Vocational training has also taken on a more important role in the Kingdom. Graduates of these programs provide support for those in technical positions. To expand the availability of such training in all regions of the country, GOTEVT has opened 30 vocational training centers. These facilities provide courses in auto mechanics, air conditioning and refrigeration repair, general mechanics, radio and television repair, office machine maintenance, carpentry, plumbing, welding, printing and commercial studies. Length of study is shorter than at technical colleges, with most students enrolling in a variety of programs over a 6-18 month period.

In order to maintain an instructional staff with the highest qualifications and extensive practical backgrounds, GOTEVT created the Instructors Training Institute and Institutional Materials Development Center (ITI/IMDC). ITI/IMDC seeks to improve the level of instructors teaching at all vocational training centers, provide new Saudi instructors for all vocational programs, develop existing and new training materials, prepare training programs and undertake research and studies which will improve the curricula.

Technical and vocational training also extends to Saudi women. The Presidency of Girls Education (PGE) has established 31 schools for such training in the Kingdom. During 1995, enrollment at these schools was 3,514 students. Graduates of these programs go on to both private and public sector jobs in hospitals, schools, banks run by women and other businesses.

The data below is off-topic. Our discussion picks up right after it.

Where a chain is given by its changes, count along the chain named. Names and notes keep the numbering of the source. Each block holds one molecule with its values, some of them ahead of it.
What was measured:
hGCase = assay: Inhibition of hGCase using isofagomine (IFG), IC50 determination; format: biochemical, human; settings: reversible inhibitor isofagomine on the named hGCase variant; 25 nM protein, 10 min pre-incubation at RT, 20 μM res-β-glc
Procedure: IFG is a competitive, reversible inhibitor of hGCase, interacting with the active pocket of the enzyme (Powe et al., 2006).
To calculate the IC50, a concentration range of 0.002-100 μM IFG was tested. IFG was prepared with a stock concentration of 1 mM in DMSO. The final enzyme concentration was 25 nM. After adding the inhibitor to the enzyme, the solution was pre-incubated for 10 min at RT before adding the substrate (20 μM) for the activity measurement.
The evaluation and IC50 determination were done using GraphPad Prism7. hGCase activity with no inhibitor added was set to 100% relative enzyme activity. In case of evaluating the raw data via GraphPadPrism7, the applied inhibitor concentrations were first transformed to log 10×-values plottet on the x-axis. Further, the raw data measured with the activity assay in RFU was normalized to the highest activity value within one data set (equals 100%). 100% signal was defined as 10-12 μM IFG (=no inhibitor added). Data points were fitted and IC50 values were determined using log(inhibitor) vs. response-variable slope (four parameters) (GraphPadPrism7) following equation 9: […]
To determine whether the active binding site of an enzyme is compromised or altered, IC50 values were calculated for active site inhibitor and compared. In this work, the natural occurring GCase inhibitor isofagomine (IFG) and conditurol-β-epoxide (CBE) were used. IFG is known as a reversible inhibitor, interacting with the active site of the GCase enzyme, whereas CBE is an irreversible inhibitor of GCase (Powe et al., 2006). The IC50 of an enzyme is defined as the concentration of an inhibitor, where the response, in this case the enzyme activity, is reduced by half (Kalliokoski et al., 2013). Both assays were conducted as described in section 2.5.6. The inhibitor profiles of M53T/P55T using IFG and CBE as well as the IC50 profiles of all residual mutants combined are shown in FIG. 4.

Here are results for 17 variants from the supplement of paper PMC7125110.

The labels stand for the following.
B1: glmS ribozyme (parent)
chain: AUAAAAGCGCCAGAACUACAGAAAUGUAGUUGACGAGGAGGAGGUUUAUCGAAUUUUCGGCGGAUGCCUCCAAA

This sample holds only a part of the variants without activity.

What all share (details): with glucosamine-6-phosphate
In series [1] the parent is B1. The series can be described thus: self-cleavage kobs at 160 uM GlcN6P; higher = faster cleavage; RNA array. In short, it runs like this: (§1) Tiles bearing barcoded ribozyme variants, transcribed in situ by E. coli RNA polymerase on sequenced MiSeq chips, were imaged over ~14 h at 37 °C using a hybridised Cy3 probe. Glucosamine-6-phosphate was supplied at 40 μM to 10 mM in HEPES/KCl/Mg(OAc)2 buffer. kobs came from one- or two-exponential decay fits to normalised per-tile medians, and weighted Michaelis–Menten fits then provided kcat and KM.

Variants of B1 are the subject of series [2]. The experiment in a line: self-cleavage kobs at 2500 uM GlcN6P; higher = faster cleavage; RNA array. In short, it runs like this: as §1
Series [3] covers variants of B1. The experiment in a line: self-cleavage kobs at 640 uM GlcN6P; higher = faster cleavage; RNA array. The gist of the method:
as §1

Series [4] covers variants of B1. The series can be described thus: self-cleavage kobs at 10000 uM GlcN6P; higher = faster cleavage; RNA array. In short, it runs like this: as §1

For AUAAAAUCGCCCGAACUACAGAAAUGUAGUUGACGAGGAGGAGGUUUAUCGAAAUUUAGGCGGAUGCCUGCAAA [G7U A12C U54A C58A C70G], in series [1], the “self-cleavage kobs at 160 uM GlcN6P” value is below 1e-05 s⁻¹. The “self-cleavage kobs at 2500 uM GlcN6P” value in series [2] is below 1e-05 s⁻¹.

Hands-on training under the supervision of instructors allows students to become proficient in various trades.

As part of the nation's Saudization drive, regional chambers of commerce and industry participate in the training of the nation's work force. Through the offering of specialized training programs, regional chambers assist young Saudis in qualifying for jobs in the private sector that might have been beyond their reach without such instruction. Such programs last anywhere from one week to one year and include administrative, computer, language, and maintenance and repair courses. Chambers also offer career counseling and referral services.

The Jeddah Chamber of Commerce and Industry (JCCI), in particular, is very active in job training. As the largest of all the regional chambers, the JCCI holds more than 130 training courses and seminars each year at its training facility. Courses are targeted to cover all of the private sector's labor needs, including marketing, sales, maintenance, photography, customs clearance and navigation studies. Such courses are planned after considering the labor requirements of the private sector. JCCI has also established agreements with corporations where they will hire Saudis who have participated in the JCCI's training programs.

In addition to the Ministries of Education and Labor, other government agencies have pursued programs that will increase the number of Saudi youth entering technical and commercial fields. The Institute of Public Administration (IPA) has initiated programs to increase the skill level of civil servants. IPA programs are directed toward developing and training personnel for work in administrative and management positions. The Ministry of Communications has a training program that has offered instruction for more than 20 years to young people seeking work in broadcast production.

The cooperation of public and private sectors in improving the type of instruction that Saudi youth receive has helped propel the nation's industrial and business sectors forward on a steady course toward full Saudization and a new millennium of opportunity for all Saudis.